If you’re trying to decide what hospital has the best record in terms of safety and patient satisfaction, you may want to check in first with Facebook.
A new study, published in the American Journal of Medical Quality, found the social media site was a reliable indicator of hospital quality.
"Any hospital can start a Facebook page, but those with higher levels of quality and patient satisfaction are more likely to attract 'likes' to their page."
Compared with other businesses, hospitals have been behind the social media curve. According to a 2011 study of hospitals in the New York City metropolitan area, only about half had a Facebook page. And the ones who do have a page, don’t allow comments or interactions, limiting the effectiveness of social media.
For this study, the researchers wanted to ask three questions: How many hospitals in a sample of 82 hospitals in the New York City area had a Facebook page? How many “likes” did the hospital have? Is the number of “likes” on a hospital’s Facebook page correlated with traditional indicators of quality and patient satisfaction?
The researchers compared the 30-day mortality rates from heart attacks and data showing the percentage of people who would recommend the hospital to the number of “likes” on the hospitals' Facebook pages.
They found less than half the hospitals had a Facebook page. Of those that did, “likes” were positively associated with the percentage of recommendations. What’s more, for every one percentage point decrease in the 30-day mortality rate, there were almost 93 more “likes” on Facebook.
In fact, “likes” were more predictive of mortality rates than patient recommendations (those who said they would recommend the hospital).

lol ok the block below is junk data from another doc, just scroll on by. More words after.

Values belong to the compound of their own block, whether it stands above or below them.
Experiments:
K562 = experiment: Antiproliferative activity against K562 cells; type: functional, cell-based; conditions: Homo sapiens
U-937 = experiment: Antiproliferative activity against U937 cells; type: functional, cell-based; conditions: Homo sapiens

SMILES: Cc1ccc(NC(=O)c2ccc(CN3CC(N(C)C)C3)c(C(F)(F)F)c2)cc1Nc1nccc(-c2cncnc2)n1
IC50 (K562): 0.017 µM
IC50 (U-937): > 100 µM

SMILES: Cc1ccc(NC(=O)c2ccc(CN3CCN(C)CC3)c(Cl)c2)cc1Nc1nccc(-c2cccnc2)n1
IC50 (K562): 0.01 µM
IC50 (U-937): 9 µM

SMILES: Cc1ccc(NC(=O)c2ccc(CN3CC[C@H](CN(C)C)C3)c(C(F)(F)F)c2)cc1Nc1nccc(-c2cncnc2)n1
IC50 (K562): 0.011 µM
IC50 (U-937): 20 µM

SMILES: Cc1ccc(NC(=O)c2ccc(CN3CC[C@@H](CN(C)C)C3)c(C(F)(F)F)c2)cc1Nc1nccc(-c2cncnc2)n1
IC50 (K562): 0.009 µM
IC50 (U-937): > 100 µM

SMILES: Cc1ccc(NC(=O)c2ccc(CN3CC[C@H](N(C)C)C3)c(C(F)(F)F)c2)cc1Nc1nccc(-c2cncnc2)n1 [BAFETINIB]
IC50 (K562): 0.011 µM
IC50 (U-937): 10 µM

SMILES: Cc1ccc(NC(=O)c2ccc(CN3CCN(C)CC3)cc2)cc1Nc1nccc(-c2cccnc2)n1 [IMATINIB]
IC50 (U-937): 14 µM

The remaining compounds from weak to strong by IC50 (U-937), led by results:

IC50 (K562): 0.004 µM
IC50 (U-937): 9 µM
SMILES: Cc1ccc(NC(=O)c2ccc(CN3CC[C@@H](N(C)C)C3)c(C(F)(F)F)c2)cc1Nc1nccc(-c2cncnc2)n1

The study also found that teaching hospitals had a lower number of “likes” than traditional hospitals. The researchers suggested that this may reflect quality issues at these hospitals.
"Any hospital can start a Facebook page, but those with higher levels of quality and patient satisfaction are more likely to attract "likes" to their page," the authors wrote. "Public health researchers and hospitals can use Facebook "likes" as a proxy for hospital quality and patient satisfaction."
One of the hospitals with the highest number of “likes” and the lowest mortality rates was Hackensack University Medical Center in New Jersey.
A recent Facebook comment read, “I want to thank everyone at the Antepartum Dept., Labor and Delivery, Mother and Baby East wing, and especially to all the staff in the NICU Dept. Love you all and you guys are all like my family.” Now that’s some hospital love.
The authors conceded that a number of factors can contribute to “likes” including how many posts the administrators make, whether visitors are allowed to make comments on the page and other tactics encouraging viewer participation.
But when they controlled for these factors, they still found an association between “likes” and mortality as well as recommendations. Still, Facebook should only be a starting point. Though most hospitals with more “likes” had the lowest mortality rates, some hospitals with a low number of likes also had low mortality rates.
To find out more about a hospital’s level of care and patient satisfaction, you can also go to Consumer Report’s hospital ratings page and to the Hospital Compare webpage of the federal government’s Medicare website.